Quality control in upper gastrointestinal endoscopy: detection rates of gastric cancer in Oxford 2005-2008.
Vradelis S., Maynard N., Warren BF., Keshav S., Travis SPL.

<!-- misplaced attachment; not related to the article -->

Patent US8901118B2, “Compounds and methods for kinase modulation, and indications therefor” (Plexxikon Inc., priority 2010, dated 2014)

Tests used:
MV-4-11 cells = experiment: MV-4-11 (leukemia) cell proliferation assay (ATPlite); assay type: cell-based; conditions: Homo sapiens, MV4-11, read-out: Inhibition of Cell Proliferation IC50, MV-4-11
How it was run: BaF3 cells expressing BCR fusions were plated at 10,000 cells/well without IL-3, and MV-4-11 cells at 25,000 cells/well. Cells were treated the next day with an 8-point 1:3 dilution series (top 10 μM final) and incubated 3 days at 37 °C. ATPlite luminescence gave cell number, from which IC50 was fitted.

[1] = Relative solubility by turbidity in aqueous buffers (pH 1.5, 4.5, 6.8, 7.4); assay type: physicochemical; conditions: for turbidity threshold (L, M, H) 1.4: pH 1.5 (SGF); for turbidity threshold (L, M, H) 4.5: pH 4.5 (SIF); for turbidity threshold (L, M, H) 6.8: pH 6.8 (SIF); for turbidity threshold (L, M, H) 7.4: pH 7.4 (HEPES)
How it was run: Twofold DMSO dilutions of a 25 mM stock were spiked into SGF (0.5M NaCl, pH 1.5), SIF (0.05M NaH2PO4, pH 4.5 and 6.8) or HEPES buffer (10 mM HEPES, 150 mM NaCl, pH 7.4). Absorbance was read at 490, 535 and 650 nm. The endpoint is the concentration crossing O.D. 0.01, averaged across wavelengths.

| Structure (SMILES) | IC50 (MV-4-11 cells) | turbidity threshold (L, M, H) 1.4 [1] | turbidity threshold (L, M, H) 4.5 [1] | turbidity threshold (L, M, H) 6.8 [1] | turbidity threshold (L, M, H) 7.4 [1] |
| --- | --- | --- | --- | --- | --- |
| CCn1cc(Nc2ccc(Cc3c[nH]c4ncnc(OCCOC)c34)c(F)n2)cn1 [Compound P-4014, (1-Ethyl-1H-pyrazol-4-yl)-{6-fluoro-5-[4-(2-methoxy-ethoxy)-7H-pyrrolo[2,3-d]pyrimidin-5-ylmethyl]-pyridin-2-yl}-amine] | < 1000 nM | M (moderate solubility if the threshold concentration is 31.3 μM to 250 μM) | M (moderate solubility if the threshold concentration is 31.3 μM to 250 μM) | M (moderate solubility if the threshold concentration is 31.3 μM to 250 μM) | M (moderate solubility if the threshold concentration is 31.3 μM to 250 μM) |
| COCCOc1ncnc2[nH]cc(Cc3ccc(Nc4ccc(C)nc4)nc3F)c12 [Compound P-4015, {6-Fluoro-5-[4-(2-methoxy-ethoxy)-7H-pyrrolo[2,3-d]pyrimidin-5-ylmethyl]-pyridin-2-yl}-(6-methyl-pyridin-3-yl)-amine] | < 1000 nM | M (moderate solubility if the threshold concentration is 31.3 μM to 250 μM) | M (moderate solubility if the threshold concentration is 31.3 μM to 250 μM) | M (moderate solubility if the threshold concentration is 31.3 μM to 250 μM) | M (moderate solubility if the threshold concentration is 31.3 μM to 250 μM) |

BACKGROUND: Gastric cancer (GC) represents the sum of advanced gastric cancer (AGC) and early gastric cancer (EGC). Endoscopy (with biopsies) is the gold standard for detection of GC, but a false-negative rate of up to 19% is reported. AIM: To determine whether patients with GC had had an oesophagogastroduodenoscopy (OGD) in the year preceding diagnosis that might reasonably have been expected to detect the cancer, as a measure of quality assurance of endoscopic practice. METHODS: Patients with histologically proven GC were identified from pathology records. Endoscopy reports and case notes were examined to identify any OGD before diagnosis, the interval and endoscopic findings. A false-negative OGD was defined as one where GC was neither suspected nor shown at pathology, but where a diagnosis of GC was made within 12 months. RESULTS: Between January 2005 and February 2008, 9764 OGDs were performed. GC was diagnosed in 74 patients (male/female ratio 2.89; median age 76, range 38-95). Nine (12%) patients had EGC. There were no differences in age, sex or symptoms between the EGC and AGC group. Sixty-eight of the 74 patients with GC (92%) presented with alarm symptoms. Ten of the 74 had had an OGD within 12 months before definitive diagnosis; all these were planned because of suspicious lesions. Significantly fewer biopsies were performed at OGDs preceding definitive diagnosis (median 2 (0-10) vs 6 (2-12); p=0.002). CONCLUSION: False-negative rates of 0% (within 12 months) and 8% (within 3 years) for diagnosis of GC are reassuring, but an inadequate number of biopsies compromises the quality assurance of endoscopy. GC presents without alarm symptoms in <10%.